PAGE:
I am a sucker for unique architecture and the underground houses definitely fit into that category; each a wonder of its own merit and each a little more stunning than the last. I’ve ranked these houses in order of my own personal preference, number one being the home I’d most like to live in myself and number five being the one I could least likely see myself living in. That isn’t to say one house is better than the others or one isn’t as impressive as the others. These underground houses are each stunning in their own ways. Let’s take a look.
Location: Druidstone, Wales
Now I have to be honest. This house is a little too ‘contemporary’ for my tastes but it certainly is a marvel all the same. The real beauty of this home lies in the fact that it has been designed in such a way that the home blends in nearly perfectly with its surroundings. Inside the home, you basically have one large room that is sectioned off into brightly colored pods that denote certain areas (the kitchen, bathroom etc). It features all of the modern amenities without losing its unique feel. Whether or not I’d want to live there is more or less irrelevant. It’s a beautiful, breathtaking structure that has been beautifully designed and executed. It’s no small wonder that Malator is often referred to as one of Wales’ architectural masterpieces.
04: The Hobbit House
Location: Vals, Switzerland
The Hobbit House, designed by SeArch and Christian Müller Architects, easily earned its place on this list of underground houses that must be seen to be believed. Vals is, of course, famous for its thermal baths and its stunning mountain views and this home takes advantage of both of those things. Situated close to the baths, the house in built in such a way that it is able to take advantage of the close proximity to the baths without sacrificing the mountain view. The ground also offers excellent natural insulation making sure this home costs almost nothing to heat in the winter and keeping it cool in the summer. This is one of the underground houses on our list that can boast being almost completely underground while still offering a stunning view and plenty of natural light.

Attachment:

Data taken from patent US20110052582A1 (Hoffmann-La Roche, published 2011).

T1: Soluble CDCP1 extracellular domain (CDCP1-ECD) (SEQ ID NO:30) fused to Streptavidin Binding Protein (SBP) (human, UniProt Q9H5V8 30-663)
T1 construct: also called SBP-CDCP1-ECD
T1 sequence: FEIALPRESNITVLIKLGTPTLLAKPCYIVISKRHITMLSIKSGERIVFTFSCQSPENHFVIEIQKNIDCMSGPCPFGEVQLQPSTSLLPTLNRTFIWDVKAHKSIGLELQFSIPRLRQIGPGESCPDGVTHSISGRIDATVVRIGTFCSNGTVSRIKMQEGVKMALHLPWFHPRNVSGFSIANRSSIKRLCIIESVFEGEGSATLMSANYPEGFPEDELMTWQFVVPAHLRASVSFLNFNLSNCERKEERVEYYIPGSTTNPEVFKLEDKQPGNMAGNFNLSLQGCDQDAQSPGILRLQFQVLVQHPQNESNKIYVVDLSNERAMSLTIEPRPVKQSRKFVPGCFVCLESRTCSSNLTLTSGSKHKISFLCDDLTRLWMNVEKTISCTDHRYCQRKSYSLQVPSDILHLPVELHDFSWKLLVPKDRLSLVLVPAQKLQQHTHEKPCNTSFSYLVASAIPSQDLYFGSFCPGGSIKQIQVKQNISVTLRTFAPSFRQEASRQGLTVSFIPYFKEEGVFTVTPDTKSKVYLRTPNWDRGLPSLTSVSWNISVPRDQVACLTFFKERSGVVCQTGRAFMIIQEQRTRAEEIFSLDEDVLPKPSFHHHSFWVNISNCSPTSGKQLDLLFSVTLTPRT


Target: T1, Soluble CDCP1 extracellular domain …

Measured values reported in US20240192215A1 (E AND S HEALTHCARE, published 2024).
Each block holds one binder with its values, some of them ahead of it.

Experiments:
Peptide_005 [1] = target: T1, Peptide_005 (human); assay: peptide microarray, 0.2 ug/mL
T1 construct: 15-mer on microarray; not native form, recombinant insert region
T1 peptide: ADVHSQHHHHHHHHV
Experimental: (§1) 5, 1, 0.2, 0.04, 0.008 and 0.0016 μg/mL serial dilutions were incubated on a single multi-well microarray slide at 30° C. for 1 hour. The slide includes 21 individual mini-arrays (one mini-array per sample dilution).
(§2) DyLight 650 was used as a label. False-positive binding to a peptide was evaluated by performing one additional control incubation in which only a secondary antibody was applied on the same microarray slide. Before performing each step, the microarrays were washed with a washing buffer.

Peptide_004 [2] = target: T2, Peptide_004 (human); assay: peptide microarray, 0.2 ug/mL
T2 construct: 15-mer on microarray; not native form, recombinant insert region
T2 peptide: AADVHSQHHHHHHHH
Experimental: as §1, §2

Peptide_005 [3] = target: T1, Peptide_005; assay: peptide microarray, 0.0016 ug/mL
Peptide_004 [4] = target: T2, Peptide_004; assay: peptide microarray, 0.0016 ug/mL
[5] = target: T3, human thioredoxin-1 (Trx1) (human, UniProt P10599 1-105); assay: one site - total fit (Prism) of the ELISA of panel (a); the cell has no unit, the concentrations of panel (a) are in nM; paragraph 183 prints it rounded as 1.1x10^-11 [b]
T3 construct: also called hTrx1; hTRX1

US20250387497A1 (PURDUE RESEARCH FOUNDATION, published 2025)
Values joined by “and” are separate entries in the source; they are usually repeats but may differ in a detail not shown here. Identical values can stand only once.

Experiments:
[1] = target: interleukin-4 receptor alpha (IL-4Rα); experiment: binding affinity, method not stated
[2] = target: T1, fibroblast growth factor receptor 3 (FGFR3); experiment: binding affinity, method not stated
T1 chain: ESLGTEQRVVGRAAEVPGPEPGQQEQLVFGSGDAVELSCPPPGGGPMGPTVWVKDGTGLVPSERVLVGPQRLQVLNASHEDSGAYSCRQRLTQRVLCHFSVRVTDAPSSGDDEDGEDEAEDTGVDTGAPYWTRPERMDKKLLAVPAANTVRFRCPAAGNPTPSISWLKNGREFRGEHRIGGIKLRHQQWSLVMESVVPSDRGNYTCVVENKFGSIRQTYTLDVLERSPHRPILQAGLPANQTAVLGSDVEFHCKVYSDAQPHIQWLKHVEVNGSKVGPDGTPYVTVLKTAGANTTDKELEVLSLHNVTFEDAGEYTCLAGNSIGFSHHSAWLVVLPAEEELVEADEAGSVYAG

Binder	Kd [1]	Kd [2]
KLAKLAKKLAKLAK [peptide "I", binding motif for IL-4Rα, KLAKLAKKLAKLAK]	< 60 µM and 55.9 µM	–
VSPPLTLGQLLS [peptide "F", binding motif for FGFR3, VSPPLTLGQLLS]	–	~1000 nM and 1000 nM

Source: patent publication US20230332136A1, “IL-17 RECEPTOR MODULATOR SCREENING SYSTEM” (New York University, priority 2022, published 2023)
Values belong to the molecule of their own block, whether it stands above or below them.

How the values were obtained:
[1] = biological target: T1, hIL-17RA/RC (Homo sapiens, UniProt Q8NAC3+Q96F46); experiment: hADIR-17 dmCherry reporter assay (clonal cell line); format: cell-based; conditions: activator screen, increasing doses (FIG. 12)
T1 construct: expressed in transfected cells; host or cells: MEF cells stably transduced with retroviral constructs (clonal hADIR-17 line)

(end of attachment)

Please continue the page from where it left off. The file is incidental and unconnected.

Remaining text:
03: The Cave House
Location: Festus, Missouri
When it comes to underground houses, The Cave House is one of the first that comes to mind for me. This house is an absolute treasure. Before becoming a home, the sandstone cave was previously used as a concert venue that played host to musicians like Ted Nugent, Bob Seger and Tina Turner. I would’ve paid to see two out of those three shows. I won’t specify which ones. It was also formerly used as a roller skating rink. All that changed though when Curt and Deborah Sleeper purchased the parcel of land the sandstone cave sits on and realized they envisioned something much different for that cave. They looked at it and saw a new home. More than it’s beauty though, this home offers geothermal heating which effectively eliminates the need for a furnace in the winter or air conditioning in the summer. The benefits for the wallet and for the environment there should be fairly obvious. That isn’t to say the beauty isn’t a spectacular benefit on its own. Just take a look at that photo above. When designing the home, the Sleepers chose to leave many of the interior walls exposed so the natural beauty of the cave wouldn’t be lost on those inside the home. There were a few issues though; the biggest being the way the walls shed sand. The Sleepers tackled the problem by installing interior roofs and protective covering on any areas that must stay sand free.